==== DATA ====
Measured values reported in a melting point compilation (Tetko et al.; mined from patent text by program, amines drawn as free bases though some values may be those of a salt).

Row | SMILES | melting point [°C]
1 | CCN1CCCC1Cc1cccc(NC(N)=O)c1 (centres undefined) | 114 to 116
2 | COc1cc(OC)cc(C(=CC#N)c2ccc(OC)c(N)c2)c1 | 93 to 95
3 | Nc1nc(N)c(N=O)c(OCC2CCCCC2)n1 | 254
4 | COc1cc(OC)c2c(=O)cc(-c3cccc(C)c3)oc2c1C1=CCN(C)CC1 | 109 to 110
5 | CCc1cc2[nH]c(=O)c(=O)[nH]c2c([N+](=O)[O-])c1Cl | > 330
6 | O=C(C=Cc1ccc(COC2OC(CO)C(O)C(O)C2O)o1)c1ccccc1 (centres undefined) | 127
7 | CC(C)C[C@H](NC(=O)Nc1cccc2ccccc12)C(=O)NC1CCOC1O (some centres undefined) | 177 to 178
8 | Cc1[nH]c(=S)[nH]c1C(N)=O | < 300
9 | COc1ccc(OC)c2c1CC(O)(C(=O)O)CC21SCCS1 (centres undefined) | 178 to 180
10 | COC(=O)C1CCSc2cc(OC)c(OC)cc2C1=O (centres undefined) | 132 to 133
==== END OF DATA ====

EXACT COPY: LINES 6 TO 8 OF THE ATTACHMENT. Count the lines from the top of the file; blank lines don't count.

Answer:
4 | COc1cc(OC)c2c(=O)cc(-c3cccc(C)c3)oc2c1C1=CCN(C)CC1 | 109 to 110
5 | CCc1cc2[nH]c(=O)c(=O)[nH]c2c([N+](=O)[O-])c1Cl | > 330
6 | O=C(C=Cc1ccc(COC2OC(CO)C(O)C(O)C2O)o1)c1ccccc1 (centres undefined) | 127